Corporate greed can literally make you sick

Tuesday March 9, 2010


Who doesn't feel like throwing rotten tomatoes at someone these days? Commercial banks and Wall Street have been giving us poor performances; the health care reform debate has taken up center stage for too long; a number of government officials are behaving so badly they should have been booed out of office long ago. Corruption and scandal are a constant theme in the drama of our uncertain present and future. As Bill Moyers said in his talk at the Dowmel Lecture series last week, "Greed is self-governing." There is a lot of corporate greed going around these days and average American citizens are its captive audience. We certainly do not deserve to have rotten tomatoes thrown at us.

But we have had rotten tomatoes thrown at us or at least served to us -- literally. Kraft Foods has been selling moldy tomato products for some time it turns out. According to a New York Times story two weeks ago, the owner of SK Foods, the supplier to Kraft, "greased the palms of a handful of corporate buyers in exchange for lucrative contracts and confidential information on bids submitted by competitors." It also shipped millions of pounds of substandard tomato paste and puree to customers "with falsified documentation to mask the problems."

I don't know about you, but tomato paste is a staple in my kitchen cupboard. I use it in soups and sauces, meat and vegetable dishes. Now I am feeling a little queasy about the meat loaf and pasta I have served to family and guests over the past few years. The mold count has been so high in these products that the sale "should have been prohibited under federal law."


The prosecutors said that no one was at a health risk or made sick but the moldy products. Physically sick that is. Maybe bad tomatoes can't harm us but I feel sickened by the idea that I have been duped again, been made a victim by the greediness of people who seem to lack ethical values.

I guess it's true that "power tends to corrupt, and absolute power corrupts absolutely," but does it have to corrupt the catsup? More than 55 companies were sold the tainted shipments, and while some detected the problem and sent them back, most did not and the products were sold to you and me. It's bad enough that I have to worry about where the melamine in my dog's food went and what product it is being used to flavor now. I was even more worried that the beef I was buying to make the above-mentioned meat loaf might be harboring e. coli bacteria, but it never occurred to me that the salsa might be a source of concern.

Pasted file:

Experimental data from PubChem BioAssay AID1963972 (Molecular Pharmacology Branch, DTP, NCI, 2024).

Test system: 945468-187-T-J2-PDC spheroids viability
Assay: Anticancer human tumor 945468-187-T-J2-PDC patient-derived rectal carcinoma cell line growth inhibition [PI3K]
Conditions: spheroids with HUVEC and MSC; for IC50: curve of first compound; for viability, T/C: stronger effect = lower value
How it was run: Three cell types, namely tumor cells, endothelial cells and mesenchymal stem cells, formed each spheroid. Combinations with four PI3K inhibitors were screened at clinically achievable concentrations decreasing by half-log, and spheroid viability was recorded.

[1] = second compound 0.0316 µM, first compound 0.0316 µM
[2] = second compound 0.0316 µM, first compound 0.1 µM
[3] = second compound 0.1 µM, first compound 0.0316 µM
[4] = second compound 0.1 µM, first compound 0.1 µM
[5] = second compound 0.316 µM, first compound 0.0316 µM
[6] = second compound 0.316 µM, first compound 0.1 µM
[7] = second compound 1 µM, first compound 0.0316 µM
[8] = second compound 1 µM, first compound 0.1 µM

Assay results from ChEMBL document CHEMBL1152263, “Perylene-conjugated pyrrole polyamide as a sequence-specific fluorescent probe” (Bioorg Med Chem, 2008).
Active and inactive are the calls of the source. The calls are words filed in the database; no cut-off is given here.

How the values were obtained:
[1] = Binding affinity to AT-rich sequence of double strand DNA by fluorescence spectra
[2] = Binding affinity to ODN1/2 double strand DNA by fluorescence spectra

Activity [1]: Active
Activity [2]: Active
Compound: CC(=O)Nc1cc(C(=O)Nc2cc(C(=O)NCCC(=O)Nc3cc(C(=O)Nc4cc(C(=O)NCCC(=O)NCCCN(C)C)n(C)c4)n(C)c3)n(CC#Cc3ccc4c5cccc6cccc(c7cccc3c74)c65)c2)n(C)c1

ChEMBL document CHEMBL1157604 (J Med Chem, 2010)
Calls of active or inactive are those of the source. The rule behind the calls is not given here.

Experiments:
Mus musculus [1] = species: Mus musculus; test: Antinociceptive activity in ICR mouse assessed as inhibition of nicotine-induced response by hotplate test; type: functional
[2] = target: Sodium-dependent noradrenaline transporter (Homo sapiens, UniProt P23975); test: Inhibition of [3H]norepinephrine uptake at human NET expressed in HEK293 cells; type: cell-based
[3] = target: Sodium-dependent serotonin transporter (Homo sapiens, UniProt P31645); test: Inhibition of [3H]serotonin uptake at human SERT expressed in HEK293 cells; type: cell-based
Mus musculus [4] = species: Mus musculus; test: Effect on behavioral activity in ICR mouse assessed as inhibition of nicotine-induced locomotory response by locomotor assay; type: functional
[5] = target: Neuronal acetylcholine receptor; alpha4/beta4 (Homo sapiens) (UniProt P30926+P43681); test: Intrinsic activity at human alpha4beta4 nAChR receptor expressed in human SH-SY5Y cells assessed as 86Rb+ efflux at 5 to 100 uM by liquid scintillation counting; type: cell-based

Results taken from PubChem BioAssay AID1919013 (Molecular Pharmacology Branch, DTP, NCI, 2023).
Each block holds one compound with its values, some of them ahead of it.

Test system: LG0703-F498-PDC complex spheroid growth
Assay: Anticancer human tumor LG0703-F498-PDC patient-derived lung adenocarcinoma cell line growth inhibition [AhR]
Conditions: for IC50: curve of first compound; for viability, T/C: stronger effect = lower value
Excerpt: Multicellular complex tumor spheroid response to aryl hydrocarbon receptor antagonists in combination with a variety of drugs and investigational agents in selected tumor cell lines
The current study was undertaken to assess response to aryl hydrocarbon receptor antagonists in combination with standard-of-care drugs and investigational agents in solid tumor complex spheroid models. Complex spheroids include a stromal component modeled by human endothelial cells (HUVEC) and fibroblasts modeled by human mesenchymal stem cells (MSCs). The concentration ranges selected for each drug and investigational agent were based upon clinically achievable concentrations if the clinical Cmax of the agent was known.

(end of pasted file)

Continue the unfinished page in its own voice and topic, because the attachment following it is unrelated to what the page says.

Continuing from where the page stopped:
The plot for this scandal is thicker than a good marinara sauce. Some of the players are brokers and buyers for companies like Kraft and Nabisco. My favorite is Robert C Turner Jr., "who began taking bribes while working as a purchasing manager for Nabisco." In 2004, he went to work for B&G Foods, the maker of Ortega Mexican foods and other products and continued to take bribes as he "rose to become their director of purchasing." The article continues: "Mr., Turner, an Eagle Scout, confessed to taking more than $65,000 in bribes in all."

An Eagle Scout? Did he earn "The Rotten Tomato" badge for his recent activities? The top buyer for Kraft Foods, (not an Eagle Scout), took $158,000 in bribes" and bought 230 million pounds of processed tomatoes from SK Foods from 2004-2008.

SK Food filed for bankruptcy in May, and its CEO, Frederick Scott Salyer was arrested last month and will face charges of mail and wire fraud.

There is no question we need stronger food safety legislation. A new report from the Make Our Food Safe coalition and published by Produce Safety Project at Georgetown University, found that the costs of foodborne illness is $152 billion annually.


But it seems we also need some top executive safety legislation as well. Moyers addressed the kinds of inequality threatening our society, not least among them, economic inequality caused by the corporate greed that has been given even more leeway by the recent Supreme Court campaign finance ruling.

"Society can be undone by deceit and denial," Moyers said. He mentioned a book he had read, "The Spirit Level" by Richard Wilkenson and Kate Pickett, that addresses what happens to countries where the rich have all the power.

"By every measure that matters, relatively equal nations far outperform nations where income and wealth concentrate at the top. Not wealth; not resources; not culture, climate, diet, or system of government. Furthermore, more-unequal societies are bad for almost everyone within them -- the well-off as well as the poor. . . .Almost every modern social problem -- ill-health, violence, lack of community life, teen pregnancy, mental illness -- is more likely to occur in a less- equal society. This is why America, by most measures the richest country on earth, has per capita shorter average life span, more cases of mental illness, more obesity, and more of its citizens in prison than any other developed nation."

While we are deciding whether or not we want ketchup with our fries, we had better start deciding we want a more equal society.

Michelle Gillett is a regular Eagle contributor.


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